“We hope the draft case for change helps people begin to understand the difficult issues we are grappling with. As clinical and nursing teams we are already working very closely together across both hospitals to think about how we may be able to solve these challenges and we look forward to sharing our emerging ideas later in the year.”
Dr Kevin Joisce, Consultant in Emergency Medicine at Sunderland Royal Hospital said: “The draft case for change sets out a range of issues we have identified from our engagement to date, it explains that no change is not an option and why we cannot stay as we are if we want to keep providing high quality patient care – this is our driving force for change.
“Across both hospitals we face significant pressures within our workforce with daily challenges to ensure all of our wards and departments are staffed to a consistently safe level. We also know that whilst we do perform well, there is too much unacceptable variation between both hospitals and areas where quality improvements are needed. As clinical teams across both sites, we recognise that we can only do this by working together and maximising the expertise of our dedicated teams of staff.”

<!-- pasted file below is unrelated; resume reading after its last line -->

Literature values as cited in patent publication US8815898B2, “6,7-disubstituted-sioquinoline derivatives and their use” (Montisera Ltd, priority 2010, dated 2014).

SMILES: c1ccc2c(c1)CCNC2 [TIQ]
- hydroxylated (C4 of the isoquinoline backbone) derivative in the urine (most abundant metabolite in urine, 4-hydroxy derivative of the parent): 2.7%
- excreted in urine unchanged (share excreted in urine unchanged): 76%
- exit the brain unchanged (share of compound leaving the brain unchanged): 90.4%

Dr Matthew Walmsley, local South Tyneside GP and chair of NHS South Tyneside Clinical Commissioning Group (CCG) said: “This is a very important document as it describes how phase two of Path to Excellence is just one small part of the need to transform all care locally.
“We know the general public perception is that hospitals provide the majority of NHS care, but the reality is that the majority of NHS care takes place in local communities and this is something we want to expand further. We also know more needs to be done to improve the health and wellbeing of the population with a focus on preventing people becoming unwell in the first place.
“The Path to Excellence work on hospital transformation is really just one small part of the puzzle and over the coming year we look forward to sharing our collective ambitions about how we can also transform care outside of hospital and help support our communities to stay fit and well.”
Dr Ian Pattison, local Sunderland GP and chair of NHS Sunderland CCG said: “This is a very welcome and detailed document which aims to help people understand the pressures our hospitals are facing but also our shared ambitions to improve so that we can consistently deliver the very highest quality of patient care.
“Over the past 70 years, new drugs and advances in medical technology mean more people live longer, survive serious illness or injury and can effectively manage multiple long-term conditions. Whilst this is very welcome, it also adds further demand on local NHS services which means we must continue to work more effectively, across organisational boundaries and the populations we serve, to make sure we prepare and adapt our NHS services for the next 70 years.
“We very much look forward to talking to more people over the coming months about the draft case for change document and how we can all work together to ensure the best possible future for our local hospital services. I hope as many people as possible who care about local NHS services take the time to read it.”